Eco-feminism addresses the conquering of female bodies in conjunction with the colonisation of Mother Earth, who is a sacred, beloved, powerful, and highly intelligent entity. It is believed that when we stopped communing with nature as the original Cosmic Mother, we allowed ourselves to forget the wild feminine energy that creates all life. Being such a powerful force, trying to tame and control her, has led to polarisation in society, and thus in ourselves too.

It is believed that when we stopped communing with nature as the original Cosmic Mother, we allowed ourselves to forget the wild feminine energy that creates all life

Women are biologically attuned with nature. Many bleed in cyclical rhythms with the moon. The moon, too, influences the tides and how the water flows from soil into plants. So, being 75% water, it’s natural for the forces of planet earth and the cosmos to influence human bodies too. Yet, even today still, questions like these, and communion with nature, can be thought of as devil worship. Let’s not forget western women were burnt at the stake and called witches for being intuitive. No wonder there is fear in our nervous system to have an authentic voice and live out our personal power!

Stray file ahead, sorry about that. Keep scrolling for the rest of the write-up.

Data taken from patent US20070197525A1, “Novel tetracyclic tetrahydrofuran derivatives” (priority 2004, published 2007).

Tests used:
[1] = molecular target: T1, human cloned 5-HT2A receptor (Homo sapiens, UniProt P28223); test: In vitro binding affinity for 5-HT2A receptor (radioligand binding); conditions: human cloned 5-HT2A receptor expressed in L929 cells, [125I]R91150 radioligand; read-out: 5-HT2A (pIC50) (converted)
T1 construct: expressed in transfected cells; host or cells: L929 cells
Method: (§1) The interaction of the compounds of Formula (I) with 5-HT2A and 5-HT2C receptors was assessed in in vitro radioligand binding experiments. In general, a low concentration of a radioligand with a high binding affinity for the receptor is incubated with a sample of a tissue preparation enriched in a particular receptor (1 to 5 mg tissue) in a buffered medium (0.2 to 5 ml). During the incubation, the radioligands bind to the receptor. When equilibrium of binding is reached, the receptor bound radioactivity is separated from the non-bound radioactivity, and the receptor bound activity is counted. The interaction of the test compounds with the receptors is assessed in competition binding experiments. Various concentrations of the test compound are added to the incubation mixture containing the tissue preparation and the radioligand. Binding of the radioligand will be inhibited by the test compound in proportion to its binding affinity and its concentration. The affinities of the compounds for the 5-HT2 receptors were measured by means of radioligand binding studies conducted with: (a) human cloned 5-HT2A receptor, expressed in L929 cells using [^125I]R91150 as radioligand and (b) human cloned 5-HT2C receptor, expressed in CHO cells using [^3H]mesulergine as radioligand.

Like women had to fight for the right to own their bodies, spiritual activists are calling for natural bodies, such as sacred sites, rivers and lakes, to have rights too. Connecting with Mother Nature harmonises the parasympathetic nervous system and restores our relationship within a collective psyche. This made me wonder, can a new sense of reclaiming the pure expression and freedom of our authentically wild imaginations restore a sense of place and build an ecologically diverse and emotionally intelligent society, by connecting to the land through our bodies, and allowing authentic expression to be the way IN?